Sequel to CILNTY. Things aren't going as well as the guys hoped ... Rated for later chapters.
Over the years since the Revenge tour, I often found myself wondering what it would be like if you wanted me back.
My various dreams and fantasies encompassed a wide range of scenes fit for Hollywood: beating on your chest defiantly as you held me in a parking lot, forcing my way past you as you tried to corner me in the bunk room, ditching you on-stage as you finally confessed your love for me to the world, entirely too late...
I'd managed to think up every possible scenario and every rational response to each. It didn't take long after you left me to realize that the one mistake I made time and time again was that I allowed you to do it. I allowed you to control me with that sneaky, half-conscious night in Hawaii. I allowed you to drop me at my worst, only to have me at the ready as soon as you were at yours. And I allowed you to dazzle me with fairytales about living together in a place that would accept us for who we were. So every time I thought about you, I created a new way of ensuring you'd never control me again. There was a rational response for everything you could say or do, and those responses often involved walking away. I had the power to refuse you; life on the road with you was tolerable as long as I had that.
But my visions all had one trending theme that didn't apply to real life: in each and every one, I had complete and indestructible resolve. I hadn't anticipated the way every carefully-constructed comeback and self-righteous speech would crumble under those six syllables.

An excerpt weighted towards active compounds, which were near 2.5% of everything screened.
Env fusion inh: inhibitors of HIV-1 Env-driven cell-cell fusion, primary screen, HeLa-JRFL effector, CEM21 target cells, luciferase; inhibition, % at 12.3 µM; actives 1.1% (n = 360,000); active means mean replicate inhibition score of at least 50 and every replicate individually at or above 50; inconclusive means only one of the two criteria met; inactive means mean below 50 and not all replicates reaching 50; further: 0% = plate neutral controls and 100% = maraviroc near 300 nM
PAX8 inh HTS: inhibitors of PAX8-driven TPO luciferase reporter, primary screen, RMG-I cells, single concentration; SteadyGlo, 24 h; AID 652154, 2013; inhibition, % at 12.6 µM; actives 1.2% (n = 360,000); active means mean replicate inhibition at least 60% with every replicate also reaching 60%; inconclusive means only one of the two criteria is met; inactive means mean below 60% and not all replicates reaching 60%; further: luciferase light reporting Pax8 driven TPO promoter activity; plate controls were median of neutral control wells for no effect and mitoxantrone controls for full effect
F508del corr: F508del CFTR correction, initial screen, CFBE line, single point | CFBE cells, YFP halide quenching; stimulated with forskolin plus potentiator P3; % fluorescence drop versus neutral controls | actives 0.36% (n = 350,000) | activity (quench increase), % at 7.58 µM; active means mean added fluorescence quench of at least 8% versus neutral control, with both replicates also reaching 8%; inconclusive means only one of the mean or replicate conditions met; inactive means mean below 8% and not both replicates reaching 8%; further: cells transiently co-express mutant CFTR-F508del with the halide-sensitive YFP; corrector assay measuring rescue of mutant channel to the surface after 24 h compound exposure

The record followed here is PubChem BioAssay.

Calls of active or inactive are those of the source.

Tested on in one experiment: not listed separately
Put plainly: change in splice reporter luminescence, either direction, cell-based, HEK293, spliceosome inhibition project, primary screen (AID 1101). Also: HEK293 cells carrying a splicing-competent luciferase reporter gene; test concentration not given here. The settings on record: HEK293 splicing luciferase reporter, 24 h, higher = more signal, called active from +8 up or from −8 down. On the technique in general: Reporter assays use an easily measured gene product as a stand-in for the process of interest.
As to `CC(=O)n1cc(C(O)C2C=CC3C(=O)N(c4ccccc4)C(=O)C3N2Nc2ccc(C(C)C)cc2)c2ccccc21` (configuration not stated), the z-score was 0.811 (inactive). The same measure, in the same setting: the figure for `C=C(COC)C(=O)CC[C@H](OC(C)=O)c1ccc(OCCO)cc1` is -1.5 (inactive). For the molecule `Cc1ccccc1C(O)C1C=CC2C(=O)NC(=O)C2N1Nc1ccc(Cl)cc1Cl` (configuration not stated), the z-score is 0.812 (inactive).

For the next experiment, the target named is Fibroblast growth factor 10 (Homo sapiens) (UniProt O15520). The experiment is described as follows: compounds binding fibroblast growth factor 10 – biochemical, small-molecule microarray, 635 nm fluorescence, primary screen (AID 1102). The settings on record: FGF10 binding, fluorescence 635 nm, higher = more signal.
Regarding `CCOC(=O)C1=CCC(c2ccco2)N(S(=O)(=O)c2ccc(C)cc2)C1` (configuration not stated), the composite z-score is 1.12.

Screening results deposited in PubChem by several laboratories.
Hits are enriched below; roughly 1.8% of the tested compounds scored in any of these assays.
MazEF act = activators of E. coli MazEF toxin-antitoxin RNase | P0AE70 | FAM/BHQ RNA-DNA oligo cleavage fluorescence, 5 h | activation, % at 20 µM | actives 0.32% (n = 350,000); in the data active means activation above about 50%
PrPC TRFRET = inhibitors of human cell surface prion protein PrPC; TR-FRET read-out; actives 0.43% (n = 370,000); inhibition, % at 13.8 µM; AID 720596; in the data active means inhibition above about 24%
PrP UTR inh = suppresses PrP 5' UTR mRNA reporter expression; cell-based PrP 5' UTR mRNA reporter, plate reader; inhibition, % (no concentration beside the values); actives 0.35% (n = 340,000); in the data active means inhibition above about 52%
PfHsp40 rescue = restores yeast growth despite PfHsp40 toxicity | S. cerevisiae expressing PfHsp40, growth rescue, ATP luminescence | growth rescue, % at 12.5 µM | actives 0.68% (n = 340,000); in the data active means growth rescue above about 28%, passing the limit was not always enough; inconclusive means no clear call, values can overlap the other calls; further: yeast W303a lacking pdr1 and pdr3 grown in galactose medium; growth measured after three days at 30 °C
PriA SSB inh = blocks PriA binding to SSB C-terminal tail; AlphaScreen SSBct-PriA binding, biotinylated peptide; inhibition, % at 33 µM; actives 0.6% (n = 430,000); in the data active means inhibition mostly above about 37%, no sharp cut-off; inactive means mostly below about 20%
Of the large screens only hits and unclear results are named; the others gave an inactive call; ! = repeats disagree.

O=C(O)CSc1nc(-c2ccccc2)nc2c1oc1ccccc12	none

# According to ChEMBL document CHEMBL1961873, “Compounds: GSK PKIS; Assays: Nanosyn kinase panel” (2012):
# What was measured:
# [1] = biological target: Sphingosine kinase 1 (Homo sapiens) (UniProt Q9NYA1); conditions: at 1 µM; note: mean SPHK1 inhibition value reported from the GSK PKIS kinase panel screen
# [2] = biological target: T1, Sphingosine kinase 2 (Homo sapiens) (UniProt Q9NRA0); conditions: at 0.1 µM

Yeah, the real picture was much different.
"Frankie, I want you back."
You were never going to believe me. How could you? I'd dropped you more times than you should have taken me back. And after everything that had changed since the last time we shared a kiss, I knew just how impossible a future with me would seem to you.
Yet I still said those five words because they were how I felt. And maybe it was the new album getting under my skin, or that scary sense of finality that came with Bob's leaving the band, but something in me wouldn't allow me to hold them back. It was what I had in mind when I wrote those lyrics: It's time to do it now and do it loud.
But you didn't make noise. You were always a feisty one, and despite the uncharacteristic timidity I seemed to instill in you, I expected a fight. Things were dangerous now; we were married, we had children. Everyone knew those things weren't taken lightly by you, and you weren't the type to break a vow. Which was why it shocked me to see you deteriorate so quickly the moment I told you how I really felt.
I suppose you didn't expect it, though. If there was any time you expected to be safe from me, it was after you fathered those two beautiful baby girls. I'm sure—I hope—you didn't think I would stoop so low.
Because I sure as hell didn't.